I love reading about Special Operations history. It’s amazing what information can be found in published sources if you’re prepared to dig around. There’s a whole hidden history that can only be compiled by doing some deep research and really looking for sources.

Thankfully, some former operators penned books that are well worth tracking down. Here are four of my favorites that aren’t necessarily promoted in mainstream media but are well worth your time.

One Green Beret: Bosnia, Kosovo, Iraq, and Beyond by Mark Giaconia

I was fortunate to interview Giaconia for SOFREP Radio before reading his book. I was expecting some stories about how he supported the Kurds, calling in some airstrikes and such during the 2003 invasion of Iraq. However, Mark’s experiences go far beyond that.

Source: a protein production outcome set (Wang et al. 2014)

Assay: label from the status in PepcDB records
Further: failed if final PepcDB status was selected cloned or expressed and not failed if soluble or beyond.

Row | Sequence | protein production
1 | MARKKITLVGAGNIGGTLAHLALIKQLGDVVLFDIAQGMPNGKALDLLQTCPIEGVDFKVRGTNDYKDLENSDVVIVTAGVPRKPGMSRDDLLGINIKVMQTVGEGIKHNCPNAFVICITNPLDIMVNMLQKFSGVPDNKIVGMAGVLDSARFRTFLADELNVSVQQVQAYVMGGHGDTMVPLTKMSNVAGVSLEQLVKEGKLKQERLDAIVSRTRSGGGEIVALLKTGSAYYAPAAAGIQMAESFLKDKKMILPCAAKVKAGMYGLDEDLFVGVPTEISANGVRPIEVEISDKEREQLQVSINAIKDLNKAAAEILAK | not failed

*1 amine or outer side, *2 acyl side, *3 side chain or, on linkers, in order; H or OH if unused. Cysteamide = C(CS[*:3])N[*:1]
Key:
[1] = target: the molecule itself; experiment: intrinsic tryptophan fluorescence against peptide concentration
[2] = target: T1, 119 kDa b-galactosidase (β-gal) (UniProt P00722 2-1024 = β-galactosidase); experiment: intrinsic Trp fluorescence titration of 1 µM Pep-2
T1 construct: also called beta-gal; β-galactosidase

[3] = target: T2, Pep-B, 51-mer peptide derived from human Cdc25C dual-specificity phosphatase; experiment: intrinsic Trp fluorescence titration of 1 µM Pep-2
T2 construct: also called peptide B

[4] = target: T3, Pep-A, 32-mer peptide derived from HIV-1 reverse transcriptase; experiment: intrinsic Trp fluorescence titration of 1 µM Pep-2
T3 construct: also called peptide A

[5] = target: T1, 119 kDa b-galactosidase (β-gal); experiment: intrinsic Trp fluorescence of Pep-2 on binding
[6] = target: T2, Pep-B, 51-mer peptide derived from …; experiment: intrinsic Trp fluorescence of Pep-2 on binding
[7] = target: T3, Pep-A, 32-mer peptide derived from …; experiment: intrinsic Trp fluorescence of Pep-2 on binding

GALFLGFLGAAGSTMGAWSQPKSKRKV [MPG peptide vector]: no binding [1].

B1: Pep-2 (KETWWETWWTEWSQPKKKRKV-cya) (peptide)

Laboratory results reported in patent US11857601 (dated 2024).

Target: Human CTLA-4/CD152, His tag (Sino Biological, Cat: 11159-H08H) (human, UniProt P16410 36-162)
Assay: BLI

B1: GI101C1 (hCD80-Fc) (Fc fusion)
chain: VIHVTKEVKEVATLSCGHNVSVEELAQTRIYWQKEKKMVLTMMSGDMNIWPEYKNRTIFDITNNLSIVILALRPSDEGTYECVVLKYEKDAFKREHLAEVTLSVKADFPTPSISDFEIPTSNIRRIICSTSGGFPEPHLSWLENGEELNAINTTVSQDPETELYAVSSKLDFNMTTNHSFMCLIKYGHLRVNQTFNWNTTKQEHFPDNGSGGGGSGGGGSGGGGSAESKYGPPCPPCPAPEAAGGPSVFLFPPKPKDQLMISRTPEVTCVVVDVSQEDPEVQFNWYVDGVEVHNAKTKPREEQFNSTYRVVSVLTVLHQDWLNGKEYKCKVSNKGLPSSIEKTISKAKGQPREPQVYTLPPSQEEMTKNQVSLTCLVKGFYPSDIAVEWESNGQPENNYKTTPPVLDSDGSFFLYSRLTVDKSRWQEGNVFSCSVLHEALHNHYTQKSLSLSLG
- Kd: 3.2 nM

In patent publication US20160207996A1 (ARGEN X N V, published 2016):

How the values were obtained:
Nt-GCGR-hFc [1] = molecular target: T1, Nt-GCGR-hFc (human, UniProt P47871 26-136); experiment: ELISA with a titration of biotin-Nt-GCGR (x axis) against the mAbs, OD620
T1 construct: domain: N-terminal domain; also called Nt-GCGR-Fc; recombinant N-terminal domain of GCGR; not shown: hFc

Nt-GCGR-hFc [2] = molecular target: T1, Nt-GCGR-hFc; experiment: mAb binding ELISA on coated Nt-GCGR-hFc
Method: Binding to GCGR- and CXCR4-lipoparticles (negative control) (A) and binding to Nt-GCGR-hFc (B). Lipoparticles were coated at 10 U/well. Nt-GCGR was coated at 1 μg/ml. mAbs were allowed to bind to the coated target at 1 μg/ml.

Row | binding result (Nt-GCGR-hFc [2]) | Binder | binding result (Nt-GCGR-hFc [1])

He participated in Operation Viking Hammer: a CIA led mission to shore up what would be the coalitions rear areas prior to the invasion. To my surprise, Giaconia was also involved in what is probably the only joint U.S. Special Forces/Russian Spetsnaz mission in history.

Recce: Small Team Missions Behind Enemy Lines by Koos Stadler

The South African Recces performed some of the most audacious missions in Special Operations history that you’ve never heard of. This is largely due to political reasons. Although Recce teams combined white and black operators, the South African Defence Force served South Africa’s (then) apartheid regime.

Nonetheless, this is a history worth exploring, and Stadler wrote an amazing first-hand account of his time in this unit, including experiences with long range small team Recce patrols.